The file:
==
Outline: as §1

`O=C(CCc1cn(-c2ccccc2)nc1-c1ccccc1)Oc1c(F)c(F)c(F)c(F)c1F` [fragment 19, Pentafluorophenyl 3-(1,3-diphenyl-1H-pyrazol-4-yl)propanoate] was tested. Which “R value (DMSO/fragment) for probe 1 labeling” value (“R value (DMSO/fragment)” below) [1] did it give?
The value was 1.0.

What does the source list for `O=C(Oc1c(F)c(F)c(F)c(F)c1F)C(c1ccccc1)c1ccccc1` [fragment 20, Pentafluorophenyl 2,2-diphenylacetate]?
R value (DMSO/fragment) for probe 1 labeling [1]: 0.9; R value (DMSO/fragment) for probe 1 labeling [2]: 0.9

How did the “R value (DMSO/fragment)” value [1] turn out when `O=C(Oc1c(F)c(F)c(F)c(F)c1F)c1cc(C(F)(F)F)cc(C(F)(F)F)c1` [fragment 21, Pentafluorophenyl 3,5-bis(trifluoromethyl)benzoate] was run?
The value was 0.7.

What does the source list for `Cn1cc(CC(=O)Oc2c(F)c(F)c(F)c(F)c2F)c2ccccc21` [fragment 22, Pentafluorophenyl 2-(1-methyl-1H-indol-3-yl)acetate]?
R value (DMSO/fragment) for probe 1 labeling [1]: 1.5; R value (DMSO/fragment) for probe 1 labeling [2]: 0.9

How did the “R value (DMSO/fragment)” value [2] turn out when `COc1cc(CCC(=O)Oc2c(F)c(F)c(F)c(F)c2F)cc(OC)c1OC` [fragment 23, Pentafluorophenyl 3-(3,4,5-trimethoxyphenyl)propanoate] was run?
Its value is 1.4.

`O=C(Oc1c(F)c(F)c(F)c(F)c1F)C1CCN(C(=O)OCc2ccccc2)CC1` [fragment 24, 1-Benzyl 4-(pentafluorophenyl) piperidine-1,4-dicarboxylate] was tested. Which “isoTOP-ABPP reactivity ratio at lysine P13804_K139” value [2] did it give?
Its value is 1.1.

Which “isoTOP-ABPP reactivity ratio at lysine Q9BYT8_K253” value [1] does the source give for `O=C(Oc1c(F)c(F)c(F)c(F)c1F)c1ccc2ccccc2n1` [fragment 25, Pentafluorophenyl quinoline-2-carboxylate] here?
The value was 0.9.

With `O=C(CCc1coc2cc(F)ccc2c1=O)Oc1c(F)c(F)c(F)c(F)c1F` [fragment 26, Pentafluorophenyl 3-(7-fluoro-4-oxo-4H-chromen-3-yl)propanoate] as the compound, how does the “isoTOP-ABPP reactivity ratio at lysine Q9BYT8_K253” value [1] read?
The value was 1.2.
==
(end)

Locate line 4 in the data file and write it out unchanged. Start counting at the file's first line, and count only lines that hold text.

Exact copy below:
What does the source list for `O=C(Oc1c(F)c(F)c(F)c(F)c1F)C(c1ccccc1)c1ccccc1` [fragment 20, Pentafluorophenyl 2,2-diphenylacetate]?